A New Reason To Get The Flu Shot, Study Shows It Can Prevent Atrial Fibrillation

Healthy Living

March 14, 2016

What Is Atrial Fibrillation?

Atrial fibrillation is medically described as a heart rate that is irregular and typically rapid. When atrial fibrillation occurs the two upper chambers of the heart called the atria beat out of sync with the two lower chambers known as the ventricles, creating a heart beat that is irregularly rapid and chaotic. This irregularity in the heart beat (atrial fibrillation) can produce symptoms that include difficulty in breathing, fatigue, and heart palpitations. While atrial fibrillation is not typically a life threatening condition on its own it can require treatment and even hospitalizations which can cause serious complications.

How Does The Flu Shot Prevent Atrial Fibrillation?

Influenza, commonly called the flu is one of the most common causes of increased risk of developing new-onset atrial fibrillation, particularly in older people and the elderly. New findings from a report published in HeartRhythm states that the risk can be significantly reduced by getting a flu shot.

The new findings are based on a research study that was conducted by researchers at the Taipei Veterans General Hospital, Taiwan. Lead investigators Tze-Fan Chao, MD and Su-Jung Chen, MD analyzed Taiwan National Health Insurance Research Database records from the year 2000 to 2010 to identify more than 11,000 patients that were diagnosed with new onset atrial fibrillation. These 11,000 patients were then matched with four control patients identified as not having AF (atrial fibrillation) that were enrolled on the same date, bringing the control patients into the study brought the number of people studied to 57,000 people. The purpose of the study is to investigate if the influenza virus is a risk factor for AF and to ascertain if the flu shot can reduce the risk of developing atrial fibrillation.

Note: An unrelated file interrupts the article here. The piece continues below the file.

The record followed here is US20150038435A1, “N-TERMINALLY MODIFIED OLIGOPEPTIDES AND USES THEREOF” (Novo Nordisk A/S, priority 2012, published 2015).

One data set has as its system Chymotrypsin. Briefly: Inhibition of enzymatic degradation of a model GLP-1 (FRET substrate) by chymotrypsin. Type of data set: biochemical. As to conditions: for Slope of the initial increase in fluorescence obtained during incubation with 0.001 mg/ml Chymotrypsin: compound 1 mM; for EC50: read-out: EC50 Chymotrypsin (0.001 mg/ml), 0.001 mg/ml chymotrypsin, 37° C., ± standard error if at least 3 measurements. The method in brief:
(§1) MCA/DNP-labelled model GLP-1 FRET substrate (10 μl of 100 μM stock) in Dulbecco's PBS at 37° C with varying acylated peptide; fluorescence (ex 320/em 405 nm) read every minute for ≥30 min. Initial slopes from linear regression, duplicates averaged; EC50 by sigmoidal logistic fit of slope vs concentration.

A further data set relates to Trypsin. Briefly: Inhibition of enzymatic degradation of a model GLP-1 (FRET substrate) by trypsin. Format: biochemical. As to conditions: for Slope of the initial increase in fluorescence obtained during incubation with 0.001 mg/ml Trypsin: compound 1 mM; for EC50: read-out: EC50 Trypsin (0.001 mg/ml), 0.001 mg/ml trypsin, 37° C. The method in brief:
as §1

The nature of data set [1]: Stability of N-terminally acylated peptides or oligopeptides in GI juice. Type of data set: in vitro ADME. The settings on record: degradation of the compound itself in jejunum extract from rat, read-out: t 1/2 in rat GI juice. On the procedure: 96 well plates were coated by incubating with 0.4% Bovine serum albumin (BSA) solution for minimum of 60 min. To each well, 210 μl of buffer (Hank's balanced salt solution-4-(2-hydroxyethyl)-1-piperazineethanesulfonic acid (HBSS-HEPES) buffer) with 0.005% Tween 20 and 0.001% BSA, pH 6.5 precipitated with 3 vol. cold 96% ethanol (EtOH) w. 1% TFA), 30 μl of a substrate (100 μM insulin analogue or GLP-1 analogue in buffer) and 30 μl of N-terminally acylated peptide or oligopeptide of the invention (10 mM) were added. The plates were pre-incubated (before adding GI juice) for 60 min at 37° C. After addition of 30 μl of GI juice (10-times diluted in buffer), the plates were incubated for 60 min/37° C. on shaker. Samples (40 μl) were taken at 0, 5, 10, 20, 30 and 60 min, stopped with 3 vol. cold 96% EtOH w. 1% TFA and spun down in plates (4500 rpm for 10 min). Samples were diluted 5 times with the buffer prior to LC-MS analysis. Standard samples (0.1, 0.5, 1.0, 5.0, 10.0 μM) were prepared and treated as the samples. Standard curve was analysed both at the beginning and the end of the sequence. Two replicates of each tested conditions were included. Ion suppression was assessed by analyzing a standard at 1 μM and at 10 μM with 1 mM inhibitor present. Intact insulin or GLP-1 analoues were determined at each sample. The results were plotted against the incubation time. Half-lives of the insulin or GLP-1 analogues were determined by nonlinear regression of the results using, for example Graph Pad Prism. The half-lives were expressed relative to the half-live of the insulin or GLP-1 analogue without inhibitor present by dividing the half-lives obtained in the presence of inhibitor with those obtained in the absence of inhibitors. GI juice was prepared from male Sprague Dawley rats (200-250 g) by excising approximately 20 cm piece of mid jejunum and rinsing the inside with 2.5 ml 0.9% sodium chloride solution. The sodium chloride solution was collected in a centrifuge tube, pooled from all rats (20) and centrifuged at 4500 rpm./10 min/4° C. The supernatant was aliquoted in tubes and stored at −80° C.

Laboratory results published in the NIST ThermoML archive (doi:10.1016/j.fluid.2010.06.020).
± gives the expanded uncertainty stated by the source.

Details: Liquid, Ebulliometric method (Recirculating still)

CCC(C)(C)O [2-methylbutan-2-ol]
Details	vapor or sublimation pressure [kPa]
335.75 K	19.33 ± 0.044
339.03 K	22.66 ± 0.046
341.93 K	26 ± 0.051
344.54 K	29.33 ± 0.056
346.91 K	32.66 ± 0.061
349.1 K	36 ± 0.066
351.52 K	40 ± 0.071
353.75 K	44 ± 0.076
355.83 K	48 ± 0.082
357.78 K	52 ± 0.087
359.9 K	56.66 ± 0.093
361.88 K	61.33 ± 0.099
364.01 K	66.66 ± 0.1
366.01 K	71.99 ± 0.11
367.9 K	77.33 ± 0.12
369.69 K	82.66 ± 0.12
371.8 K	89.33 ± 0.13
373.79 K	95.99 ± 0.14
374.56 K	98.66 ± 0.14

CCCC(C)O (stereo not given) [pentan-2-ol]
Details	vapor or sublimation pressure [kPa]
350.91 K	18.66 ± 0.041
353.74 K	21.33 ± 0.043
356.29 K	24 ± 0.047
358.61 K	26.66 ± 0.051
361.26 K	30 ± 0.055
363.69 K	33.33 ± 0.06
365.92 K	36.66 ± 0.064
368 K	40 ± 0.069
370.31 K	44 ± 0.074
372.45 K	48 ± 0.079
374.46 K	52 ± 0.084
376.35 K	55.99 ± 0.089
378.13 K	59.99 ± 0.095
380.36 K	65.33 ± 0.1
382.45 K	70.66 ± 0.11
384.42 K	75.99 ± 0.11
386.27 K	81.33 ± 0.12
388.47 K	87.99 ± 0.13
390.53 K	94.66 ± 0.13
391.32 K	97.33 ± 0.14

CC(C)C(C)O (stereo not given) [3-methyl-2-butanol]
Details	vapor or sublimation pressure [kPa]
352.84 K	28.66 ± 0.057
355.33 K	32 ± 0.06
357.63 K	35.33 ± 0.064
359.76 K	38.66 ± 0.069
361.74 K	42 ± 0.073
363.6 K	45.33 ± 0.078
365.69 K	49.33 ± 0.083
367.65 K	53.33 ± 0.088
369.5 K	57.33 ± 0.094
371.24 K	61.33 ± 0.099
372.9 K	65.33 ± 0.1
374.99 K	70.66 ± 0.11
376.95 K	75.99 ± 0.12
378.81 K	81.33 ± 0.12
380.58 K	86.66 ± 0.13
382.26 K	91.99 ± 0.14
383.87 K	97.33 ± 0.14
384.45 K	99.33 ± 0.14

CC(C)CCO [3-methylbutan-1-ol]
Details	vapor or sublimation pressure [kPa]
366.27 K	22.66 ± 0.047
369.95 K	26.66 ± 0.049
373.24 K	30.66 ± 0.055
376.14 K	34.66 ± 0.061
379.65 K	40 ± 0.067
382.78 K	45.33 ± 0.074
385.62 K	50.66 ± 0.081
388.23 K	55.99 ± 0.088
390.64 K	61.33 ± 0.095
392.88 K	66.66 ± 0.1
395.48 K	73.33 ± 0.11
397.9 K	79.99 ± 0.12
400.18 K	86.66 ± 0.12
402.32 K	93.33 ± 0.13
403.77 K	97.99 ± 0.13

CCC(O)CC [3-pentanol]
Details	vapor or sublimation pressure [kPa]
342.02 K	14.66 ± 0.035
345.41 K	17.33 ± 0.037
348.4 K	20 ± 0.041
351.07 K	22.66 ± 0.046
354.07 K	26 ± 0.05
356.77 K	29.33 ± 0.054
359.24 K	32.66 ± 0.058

The research patients were divided into categories for comparison with the patients who did not have influenza and did not receive a flu shot, they are the reference group. The results of the comparative study were as follows:

  • Patients diagnosed with influenza and did not get the flu shot had an 18 percent higher risk of AF compared to patients in the reference group.
  • Patients who had been vaccinated for influenza (got a flu shot) and still got influenza showed a “similar risk” of AF as the reference group.

In Conclusion the Study Showed: The influenza vaccination consistently indicated a lowered risk of developing atrial fibrillation in the different study groups.

In fact the study investigators said, “According to the findings presented here, the possibility of AF should be kept in mind when patients with influenza infection complain of palpitations or experience ischemic stroke. Influenza vaccination should be encouraged for patients, especially those who have a high risk of atrial fibrillation, to try to prevent the occurrence of atrial fibrillation and subsequent stroke. However, a further prospective study is necessary to confirm our findings.”

Why Are These Findings So Important?

Atrial fibrillation in itself is not a serious condition, but studies have shown that influenza can bring on serious complications for some people including AF. Atrial fibrillation can lead to more serious conditions such as stroke or blood clots which can be fatal or cause permanent damage. So the importance of reducing your risk of influenza by getting your annual flu shot can make a great deal of difference in your heart health and help prevent not only the flu, but more importantly your risk for atrial fibrillation.

It is highly recommended that anyone with a pre-existing heart condition, history of stroke, or pulmonary disease take all steps possible to fight off the influenza virus at all costs unless advised by your physician otherwise.